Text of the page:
Distributed Intelligent Systems
A number of natural and artificial systems can be considered as intrinsically distributed and consisting of nodes presenting a certain degree of intelligence. Typical examples of distributed intelligent systems include social insect colonies, flocks of vertebrates, multi-agent systems, transportation systems, multi-robot systems, and wireless sensor networks. The goals of this course are two-fold: first, to provide students with a sufficient mathematical and computational background to analyze distributed intelligent systems through appropriate models, and second, to illustrate several coordination strategies and show how to concretely implement and optimize them. The course is a well-balanced mixture of theory and laboratory exercises using simulation and real hardware platforms.
It involves the following topics:
- Introduction to key concepts such as self-organization and software and hardware tools used in the course.
- Examples of natural, artificial, and hybrid distributed intelligent systems.
- Modeling methods: microscopic and macroscopic, multi-level; spatial and non-spatial; mean field and stochastic approaches.
- Machine-learning methods: single- and multi-agent techniques; expensive optimization problems and noise resistance.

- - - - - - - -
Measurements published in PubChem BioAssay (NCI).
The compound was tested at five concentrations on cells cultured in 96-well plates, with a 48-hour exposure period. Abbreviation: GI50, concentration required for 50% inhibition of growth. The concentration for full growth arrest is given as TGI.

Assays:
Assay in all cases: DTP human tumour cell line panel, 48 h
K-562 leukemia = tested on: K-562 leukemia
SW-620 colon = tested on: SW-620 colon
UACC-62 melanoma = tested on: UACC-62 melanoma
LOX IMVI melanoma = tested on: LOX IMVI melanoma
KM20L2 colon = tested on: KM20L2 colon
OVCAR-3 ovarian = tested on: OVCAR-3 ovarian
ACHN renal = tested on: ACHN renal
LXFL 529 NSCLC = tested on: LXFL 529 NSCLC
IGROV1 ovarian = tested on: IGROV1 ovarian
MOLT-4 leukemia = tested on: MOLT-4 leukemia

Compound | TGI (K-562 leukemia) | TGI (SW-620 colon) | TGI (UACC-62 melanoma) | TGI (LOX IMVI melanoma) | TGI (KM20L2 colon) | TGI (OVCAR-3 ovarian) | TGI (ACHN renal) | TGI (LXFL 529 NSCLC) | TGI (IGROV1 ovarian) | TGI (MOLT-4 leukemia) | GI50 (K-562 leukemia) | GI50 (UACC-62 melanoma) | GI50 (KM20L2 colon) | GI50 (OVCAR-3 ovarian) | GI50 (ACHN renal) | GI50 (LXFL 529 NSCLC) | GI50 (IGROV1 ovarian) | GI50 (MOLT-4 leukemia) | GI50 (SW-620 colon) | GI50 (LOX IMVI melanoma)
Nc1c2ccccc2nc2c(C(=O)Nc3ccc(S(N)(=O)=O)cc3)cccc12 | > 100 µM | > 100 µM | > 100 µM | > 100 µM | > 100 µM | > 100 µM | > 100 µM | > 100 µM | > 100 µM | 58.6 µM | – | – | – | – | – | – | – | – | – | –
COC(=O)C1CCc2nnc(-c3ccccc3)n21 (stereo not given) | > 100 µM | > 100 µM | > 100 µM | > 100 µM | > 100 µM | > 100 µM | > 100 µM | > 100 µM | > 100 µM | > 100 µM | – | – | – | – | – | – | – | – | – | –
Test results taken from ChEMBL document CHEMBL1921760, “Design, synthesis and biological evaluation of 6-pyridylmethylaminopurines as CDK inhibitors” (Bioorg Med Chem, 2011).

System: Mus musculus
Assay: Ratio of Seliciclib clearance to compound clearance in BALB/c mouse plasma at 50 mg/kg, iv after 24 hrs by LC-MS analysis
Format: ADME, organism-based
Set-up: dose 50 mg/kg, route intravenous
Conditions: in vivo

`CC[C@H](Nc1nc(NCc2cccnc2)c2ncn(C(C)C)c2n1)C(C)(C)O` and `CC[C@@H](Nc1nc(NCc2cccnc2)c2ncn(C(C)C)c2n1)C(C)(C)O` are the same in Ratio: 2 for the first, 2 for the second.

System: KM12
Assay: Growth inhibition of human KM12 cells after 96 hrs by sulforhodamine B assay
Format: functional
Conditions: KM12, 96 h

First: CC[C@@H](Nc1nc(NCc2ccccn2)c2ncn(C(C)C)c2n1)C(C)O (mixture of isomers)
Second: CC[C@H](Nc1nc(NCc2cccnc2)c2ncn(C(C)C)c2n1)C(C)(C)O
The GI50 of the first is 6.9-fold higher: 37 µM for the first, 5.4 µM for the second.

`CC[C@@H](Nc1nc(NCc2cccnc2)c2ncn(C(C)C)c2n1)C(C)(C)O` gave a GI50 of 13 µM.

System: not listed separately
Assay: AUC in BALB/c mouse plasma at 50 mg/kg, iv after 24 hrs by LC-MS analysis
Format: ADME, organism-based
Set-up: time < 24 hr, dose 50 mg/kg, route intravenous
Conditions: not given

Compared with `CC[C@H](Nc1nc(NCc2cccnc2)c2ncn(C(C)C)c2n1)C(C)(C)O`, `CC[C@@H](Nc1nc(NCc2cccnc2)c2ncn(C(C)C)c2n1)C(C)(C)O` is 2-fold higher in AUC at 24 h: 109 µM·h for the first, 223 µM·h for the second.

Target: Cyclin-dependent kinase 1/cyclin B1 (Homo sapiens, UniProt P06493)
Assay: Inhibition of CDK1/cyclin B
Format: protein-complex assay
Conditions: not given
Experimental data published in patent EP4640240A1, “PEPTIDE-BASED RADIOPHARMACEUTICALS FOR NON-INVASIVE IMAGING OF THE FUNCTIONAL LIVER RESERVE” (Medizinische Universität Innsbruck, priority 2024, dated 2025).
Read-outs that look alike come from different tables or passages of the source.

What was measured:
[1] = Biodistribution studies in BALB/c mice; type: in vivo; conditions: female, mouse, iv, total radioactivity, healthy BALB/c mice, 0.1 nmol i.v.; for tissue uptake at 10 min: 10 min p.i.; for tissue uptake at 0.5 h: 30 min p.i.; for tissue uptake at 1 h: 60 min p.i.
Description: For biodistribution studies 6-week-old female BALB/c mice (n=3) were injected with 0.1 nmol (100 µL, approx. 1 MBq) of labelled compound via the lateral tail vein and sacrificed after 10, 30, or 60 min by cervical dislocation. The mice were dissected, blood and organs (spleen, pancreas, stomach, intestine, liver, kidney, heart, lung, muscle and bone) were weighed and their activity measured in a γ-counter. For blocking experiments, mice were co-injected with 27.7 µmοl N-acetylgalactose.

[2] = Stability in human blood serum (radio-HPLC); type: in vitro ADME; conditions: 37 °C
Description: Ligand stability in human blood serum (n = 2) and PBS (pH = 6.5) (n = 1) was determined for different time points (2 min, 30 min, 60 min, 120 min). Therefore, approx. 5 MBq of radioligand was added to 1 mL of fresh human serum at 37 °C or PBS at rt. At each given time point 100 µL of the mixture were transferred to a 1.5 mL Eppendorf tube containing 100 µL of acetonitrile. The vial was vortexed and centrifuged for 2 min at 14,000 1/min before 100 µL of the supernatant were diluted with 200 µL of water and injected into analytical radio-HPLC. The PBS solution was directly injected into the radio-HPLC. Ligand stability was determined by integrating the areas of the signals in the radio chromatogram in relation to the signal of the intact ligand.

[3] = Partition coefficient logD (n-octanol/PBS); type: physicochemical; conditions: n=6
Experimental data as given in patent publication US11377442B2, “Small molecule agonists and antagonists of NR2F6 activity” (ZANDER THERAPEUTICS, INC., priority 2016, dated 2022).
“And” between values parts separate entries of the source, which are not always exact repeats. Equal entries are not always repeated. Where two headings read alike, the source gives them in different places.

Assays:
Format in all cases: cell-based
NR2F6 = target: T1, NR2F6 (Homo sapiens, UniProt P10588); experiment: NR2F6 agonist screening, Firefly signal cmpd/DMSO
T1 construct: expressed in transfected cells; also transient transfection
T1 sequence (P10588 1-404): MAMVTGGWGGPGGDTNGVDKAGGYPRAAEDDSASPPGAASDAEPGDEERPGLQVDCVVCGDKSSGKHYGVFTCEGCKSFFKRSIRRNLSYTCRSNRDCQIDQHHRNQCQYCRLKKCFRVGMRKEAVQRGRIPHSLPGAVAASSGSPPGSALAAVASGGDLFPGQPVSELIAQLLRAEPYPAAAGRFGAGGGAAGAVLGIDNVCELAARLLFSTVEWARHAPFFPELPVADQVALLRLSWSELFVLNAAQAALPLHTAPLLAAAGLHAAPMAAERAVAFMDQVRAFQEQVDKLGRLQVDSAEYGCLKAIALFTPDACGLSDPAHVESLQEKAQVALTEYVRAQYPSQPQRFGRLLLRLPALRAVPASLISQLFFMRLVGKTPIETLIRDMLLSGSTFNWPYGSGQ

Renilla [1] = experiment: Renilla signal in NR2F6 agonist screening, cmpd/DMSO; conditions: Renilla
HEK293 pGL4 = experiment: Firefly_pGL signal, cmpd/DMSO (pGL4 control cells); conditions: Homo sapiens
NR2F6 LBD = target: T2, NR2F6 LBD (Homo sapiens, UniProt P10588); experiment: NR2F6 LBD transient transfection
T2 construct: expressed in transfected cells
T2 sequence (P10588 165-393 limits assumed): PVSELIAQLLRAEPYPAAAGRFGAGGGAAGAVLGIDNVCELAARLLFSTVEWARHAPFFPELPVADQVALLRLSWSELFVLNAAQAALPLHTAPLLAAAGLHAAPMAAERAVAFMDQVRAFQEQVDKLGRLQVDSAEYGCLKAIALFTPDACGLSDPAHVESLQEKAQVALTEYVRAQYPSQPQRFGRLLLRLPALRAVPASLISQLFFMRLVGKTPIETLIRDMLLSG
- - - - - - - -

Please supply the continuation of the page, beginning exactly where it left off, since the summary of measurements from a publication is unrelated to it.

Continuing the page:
- Coordination strategies and distributed control: direct and indirect schemes; communication channels and cost; distributed sensing and action; performance evaluation.
Announcements and Additional Information
Please send questions and concerns to the TA mailing list:
Office hours: by appointment only. Please send your time availability and discussion subject to the TA mailing list. A TA will respond you directly and set-up an appointment for discussion.
Lucas Waelti (Head TA)
Chiara Ercolani (TA)
Wanting Jin (TA)
I. Kagan Erünsal (TA)
The support staff will be involved in the testing of exercises and the course project.
Tifanny Portela (Help TA)
Lavinia Schlyter (Help TA)
First of all, we would like to acknowledge all the students attending the Swarm Intelligence course between 2004 and 2009: their extremely constructive feedback has been incorporated in the substantially redesigned edition of the course, correspondingly renamed Distributed Intelligent Systems.
Second, we would like to acknowledge the EPFL-FIFO program (Fonds d’Innovation pour la FOrmation) for having supported two major tool development projects for this course: “Simulations Interactives en Robotique Mobile” and “E-puck: robot mobile de table pour une éducation interdisciplinaire”.
Third, we would like to acknowledge Prof. Guy Theraulaz for sharing with us lecture notes from his course on Collective Intelligence in Biological Societies; Prof. Francesco Mondada and Dr. Olivier Michel for all the development and discussions around the real and simulated e-puck robot and, more generally, educational tools for mobile robotics; and several other scientists for sharing with us additional teaching material for this edition of the course (in alphabetical order): Dr. Guillermo Barrenetxea, Dr. Maurice Clerc, Prof. Jean-Louis Deneubourg, Prof. Marco Dorigo, Prof. Deborah Estrin, Dr. Nidhi Kalra, and Prof. Roland Siegwart.
Finally, we would like to thank Cyberbotics Ltd., for providing the high-fidelity robotics simulator used in the course.